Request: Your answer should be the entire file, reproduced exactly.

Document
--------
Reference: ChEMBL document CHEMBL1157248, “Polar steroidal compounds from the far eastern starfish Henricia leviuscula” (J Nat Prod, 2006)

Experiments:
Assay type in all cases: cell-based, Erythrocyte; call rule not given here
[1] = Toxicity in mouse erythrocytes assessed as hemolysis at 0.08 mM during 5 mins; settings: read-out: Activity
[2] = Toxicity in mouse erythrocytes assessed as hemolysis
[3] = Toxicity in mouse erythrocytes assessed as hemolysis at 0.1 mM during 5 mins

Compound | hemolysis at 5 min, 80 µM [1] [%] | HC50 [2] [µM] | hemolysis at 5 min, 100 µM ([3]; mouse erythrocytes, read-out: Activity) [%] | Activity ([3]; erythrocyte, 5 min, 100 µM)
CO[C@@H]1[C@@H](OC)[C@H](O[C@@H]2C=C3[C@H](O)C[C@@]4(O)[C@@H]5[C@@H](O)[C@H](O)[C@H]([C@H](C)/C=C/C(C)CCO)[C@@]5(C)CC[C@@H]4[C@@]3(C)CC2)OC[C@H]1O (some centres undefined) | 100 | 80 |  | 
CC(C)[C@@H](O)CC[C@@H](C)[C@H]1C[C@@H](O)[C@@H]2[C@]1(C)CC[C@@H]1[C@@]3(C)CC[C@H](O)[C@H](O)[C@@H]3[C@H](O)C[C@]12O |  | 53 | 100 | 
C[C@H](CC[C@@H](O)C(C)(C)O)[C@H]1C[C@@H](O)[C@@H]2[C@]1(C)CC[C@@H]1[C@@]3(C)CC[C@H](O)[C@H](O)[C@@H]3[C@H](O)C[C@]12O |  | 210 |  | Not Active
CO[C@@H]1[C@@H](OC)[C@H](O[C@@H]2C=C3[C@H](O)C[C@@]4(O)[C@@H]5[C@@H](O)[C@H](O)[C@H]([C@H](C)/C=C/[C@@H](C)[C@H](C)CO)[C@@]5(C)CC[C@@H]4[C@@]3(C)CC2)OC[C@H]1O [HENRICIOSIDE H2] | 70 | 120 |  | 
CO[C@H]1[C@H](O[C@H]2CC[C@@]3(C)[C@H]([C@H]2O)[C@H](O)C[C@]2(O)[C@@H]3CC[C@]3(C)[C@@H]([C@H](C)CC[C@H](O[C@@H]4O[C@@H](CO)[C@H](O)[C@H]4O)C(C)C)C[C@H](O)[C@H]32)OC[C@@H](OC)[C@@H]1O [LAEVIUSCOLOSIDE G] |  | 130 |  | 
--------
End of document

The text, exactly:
Reference: ChEMBL document CHEMBL1157248, “Polar steroidal compounds from the far eastern starfish Henricia leviuscula” (J Nat Prod, 2006)

Experiments:
Assay type in all cases: cell-based, Erythrocyte; call rule not given here
[1] = Toxicity in mouse erythrocytes assessed as hemolysis at 0.08 mM during 5 mins; settings: read-out: Activity
[2] = Toxicity in mouse erythrocytes assessed as hemolysis
[3] = Toxicity in mouse erythrocytes assessed as hemolysis at 0.1 mM during 5 mins

Compound | hemolysis at 5 min, 80 µM [1] [%] | HC50 [2] [µM] | hemolysis at 5 min, 100 µM ([3]; mouse erythrocytes, read-out: Activity) [%] | Activity ([3]; erythrocyte, 5 min, 100 µM)
CO[C@@H]1[C@@H](OC)[C@H](O[C@@H]2C=C3[C@H](O)C[C@@]4(O)[C@@H]5[C@@H](O)[C@H](O)[C@H]([C@H](C)/C=C/C(C)CCO)[C@@]5(C)CC[C@@H]4[C@@]3(C)CC2)OC[C@H]1O (some centres undefined) | 100 | 80 |  | 
CC(C)[C@@H](O)CC[C@@H](C)[C@H]1C[C@@H](O)[C@@H]2[C@]1(C)CC[C@@H]1[C@@]3(C)CC[C@H](O)[C@H](O)[C@@H]3[C@H](O)C[C@]12O |  | 53 | 100 | 
C[C@H](CC[C@@H](O)C(C)(C)O)[C@H]1C[C@@H](O)[C@@H]2[C@]1(C)CC[C@@H]1[C@@]3(C)CC[C@H](O)[C@H](O)[C@@H]3[C@H](O)C[C@]12O |  | 210 |  | Not Active
CO[C@@H]1[C@@H](OC)[C@H](O[C@@H]2C=C3[C@H](O)C[C@@]4(O)[C@@H]5[C@@H](O)[C@H](O)[C@H]([C@H](C)/C=C/[C@@H](C)[C@H](C)CO)[C@@]5(C)CC[C@@H]4[C@@]3(C)CC2)OC[C@H]1O [HENRICIOSIDE H2] | 70 | 120 |  | 
CO[C@H]1[C@H](O[C@H]2CC[C@@]3(C)[C@H]([C@H]2O)[C@H](O)C[C@]2(O)[C@@H]3CC[C@]3(C)[C@@H]([C@H](C)CC[C@H](O[C@@H]4O[C@@H](CO)[C@H](O)[C@H]4O)C(C)C)C[C@H](O)[C@H]32)OC[C@@H](OC)[C@@H]1O [LAEVIUSCOLOSIDE G] |  | 130 |  | 